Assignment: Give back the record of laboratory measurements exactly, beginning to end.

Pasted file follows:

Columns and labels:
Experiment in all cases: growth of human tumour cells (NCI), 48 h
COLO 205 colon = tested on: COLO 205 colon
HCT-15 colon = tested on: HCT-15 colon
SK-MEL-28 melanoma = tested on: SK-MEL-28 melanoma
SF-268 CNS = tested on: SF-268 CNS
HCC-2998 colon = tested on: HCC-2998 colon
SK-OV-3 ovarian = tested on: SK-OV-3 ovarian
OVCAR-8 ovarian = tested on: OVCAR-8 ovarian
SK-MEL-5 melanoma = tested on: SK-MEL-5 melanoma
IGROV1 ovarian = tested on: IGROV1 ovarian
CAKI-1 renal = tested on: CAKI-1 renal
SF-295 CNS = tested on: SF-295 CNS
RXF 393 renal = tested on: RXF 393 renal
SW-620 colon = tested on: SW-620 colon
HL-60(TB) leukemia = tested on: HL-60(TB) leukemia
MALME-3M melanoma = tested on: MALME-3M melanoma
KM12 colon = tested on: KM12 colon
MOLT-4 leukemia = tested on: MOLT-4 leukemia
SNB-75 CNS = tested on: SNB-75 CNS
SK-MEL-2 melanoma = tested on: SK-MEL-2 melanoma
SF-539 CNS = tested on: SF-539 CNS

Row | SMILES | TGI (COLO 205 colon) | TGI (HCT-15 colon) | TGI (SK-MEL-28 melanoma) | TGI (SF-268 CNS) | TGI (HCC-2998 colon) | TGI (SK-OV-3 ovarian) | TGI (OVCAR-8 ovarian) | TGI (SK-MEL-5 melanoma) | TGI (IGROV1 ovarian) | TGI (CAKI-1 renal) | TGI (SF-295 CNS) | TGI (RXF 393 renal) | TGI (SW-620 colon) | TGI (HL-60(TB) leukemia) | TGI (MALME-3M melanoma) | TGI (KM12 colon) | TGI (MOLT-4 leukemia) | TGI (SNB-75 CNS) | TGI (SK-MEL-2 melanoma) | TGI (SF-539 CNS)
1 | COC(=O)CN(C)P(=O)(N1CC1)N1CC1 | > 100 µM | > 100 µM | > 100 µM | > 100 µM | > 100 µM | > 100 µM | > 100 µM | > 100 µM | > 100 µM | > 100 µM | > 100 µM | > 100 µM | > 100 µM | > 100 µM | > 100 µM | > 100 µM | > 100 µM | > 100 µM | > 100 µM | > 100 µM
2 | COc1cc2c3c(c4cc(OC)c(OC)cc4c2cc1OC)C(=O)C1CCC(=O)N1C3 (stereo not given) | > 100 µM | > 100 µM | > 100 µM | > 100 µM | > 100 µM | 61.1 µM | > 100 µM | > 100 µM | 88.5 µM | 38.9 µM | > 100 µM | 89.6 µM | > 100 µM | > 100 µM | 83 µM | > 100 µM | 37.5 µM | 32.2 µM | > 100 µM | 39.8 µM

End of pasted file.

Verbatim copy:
Columns and labels:
Experiment in all cases: growth of human tumour cells (NCI), 48 h
COLO 205 colon = tested on: COLO 205 colon
HCT-15 colon = tested on: HCT-15 colon
SK-MEL-28 melanoma = tested on: SK-MEL-28 melanoma
SF-268 CNS = tested on: SF-268 CNS
HCC-2998 colon = tested on: HCC-2998 colon
SK-OV-3 ovarian = tested on: SK-OV-3 ovarian
OVCAR-8 ovarian = tested on: OVCAR-8 ovarian
SK-MEL-5 melanoma = tested on: SK-MEL-5 melanoma
IGROV1 ovarian = tested on: IGROV1 ovarian
CAKI-1 renal = tested on: CAKI-1 renal
SF-295 CNS = tested on: SF-295 CNS
RXF 393 renal = tested on: RXF 393 renal
SW-620 colon = tested on: SW-620 colon
HL-60(TB) leukemia = tested on: HL-60(TB) leukemia
MALME-3M melanoma = tested on: MALME-3M melanoma
KM12 colon = tested on: KM12 colon
MOLT-4 leukemia = tested on: MOLT-4 leukemia
SNB-75 CNS = tested on: SNB-75 CNS
SK-MEL-2 melanoma = tested on: SK-MEL-2 melanoma
SF-539 CNS = tested on: SF-539 CNS

Row | SMILES | TGI (COLO 205 colon) | TGI (HCT-15 colon) | TGI (SK-MEL-28 melanoma) | TGI (SF-268 CNS) | TGI (HCC-2998 colon) | TGI (SK-OV-3 ovarian) | TGI (OVCAR-8 ovarian) | TGI (SK-MEL-5 melanoma) | TGI (IGROV1 ovarian) | TGI (CAKI-1 renal) | TGI (SF-295 CNS) | TGI (RXF 393 renal) | TGI (SW-620 colon) | TGI (HL-60(TB) leukemia) | TGI (MALME-3M melanoma) | TGI (KM12 colon) | TGI (MOLT-4 leukemia) | TGI (SNB-75 CNS) | TGI (SK-MEL-2 melanoma) | TGI (SF-539 CNS)
1 | COC(=O)CN(C)P(=O)(N1CC1)N1CC1 | > 100 µM | > 100 µM | > 100 µM | > 100 µM | > 100 µM | > 100 µM | > 100 µM | > 100 µM | > 100 µM | > 100 µM | > 100 µM | > 100 µM | > 100 µM | > 100 µM | > 100 µM | > 100 µM | > 100 µM | > 100 µM | > 100 µM | > 100 µM
2 | COc1cc2c3c(c4cc(OC)c(OC)cc4c2cc1OC)C(=O)C1CCC(=O)N1C3 (stereo not given) | > 100 µM | > 100 µM | > 100 µM | > 100 µM | > 100 µM | 61.1 µM | > 100 µM | > 100 µM | 88.5 µM | 38.9 µM | > 100 µM | 89.6 µM | > 100 µM | > 100 µM | 83 µM | > 100 µM | 37.5 µM | 32.2 µM | > 100 µM | 39.8 µM